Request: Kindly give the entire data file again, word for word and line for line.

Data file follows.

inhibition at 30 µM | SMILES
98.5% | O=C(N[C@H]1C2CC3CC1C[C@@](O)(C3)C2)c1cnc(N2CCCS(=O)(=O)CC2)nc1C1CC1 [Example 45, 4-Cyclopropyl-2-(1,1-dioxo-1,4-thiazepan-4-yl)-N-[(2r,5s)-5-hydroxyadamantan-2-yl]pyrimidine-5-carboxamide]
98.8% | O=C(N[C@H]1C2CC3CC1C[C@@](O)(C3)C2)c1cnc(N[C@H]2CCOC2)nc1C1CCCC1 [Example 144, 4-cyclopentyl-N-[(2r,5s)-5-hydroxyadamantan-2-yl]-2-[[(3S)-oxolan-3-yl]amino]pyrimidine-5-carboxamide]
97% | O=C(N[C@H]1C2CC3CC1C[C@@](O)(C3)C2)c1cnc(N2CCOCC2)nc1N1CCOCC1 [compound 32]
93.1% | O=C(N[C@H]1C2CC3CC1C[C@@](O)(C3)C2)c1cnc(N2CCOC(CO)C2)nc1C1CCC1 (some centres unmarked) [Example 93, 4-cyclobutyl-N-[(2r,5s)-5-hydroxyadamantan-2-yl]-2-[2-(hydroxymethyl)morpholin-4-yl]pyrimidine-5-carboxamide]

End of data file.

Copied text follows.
inhibition at 30 µM | SMILES
98.5% | O=C(N[C@H]1C2CC3CC1C[C@@](O)(C3)C2)c1cnc(N2CCCS(=O)(=O)CC2)nc1C1CC1 [Example 45, 4-Cyclopropyl-2-(1,1-dioxo-1,4-thiazepan-4-yl)-N-[(2r,5s)-5-hydroxyadamantan-2-yl]pyrimidine-5-carboxamide]
98.8% | O=C(N[C@H]1C2CC3CC1C[C@@](O)(C3)C2)c1cnc(N[C@H]2CCOC2)nc1C1CCCC1 [Example 144, 4-cyclopentyl-N-[(2r,5s)-5-hydroxyadamantan-2-yl]-2-[[(3S)-oxolan-3-yl]amino]pyrimidine-5-carboxamide]
97% | O=C(N[C@H]1C2CC3CC1C[C@@](O)(C3)C2)c1cnc(N2CCOCC2)nc1N1CCOCC1 [compound 32]
93.1% | O=C(N[C@H]1C2CC3CC1C[C@@](O)(C3)C2)c1cnc(N2CCOC(CO)C2)nc1C1CCC1 (some centres unmarked) [Example 93, 4-cyclobutyl-N-[(2r,5s)-5-hydroxyadamantan-2-yl]-2-[2-(hydroxymethyl)morpholin-4-yl]pyrimidine-5-carboxamide]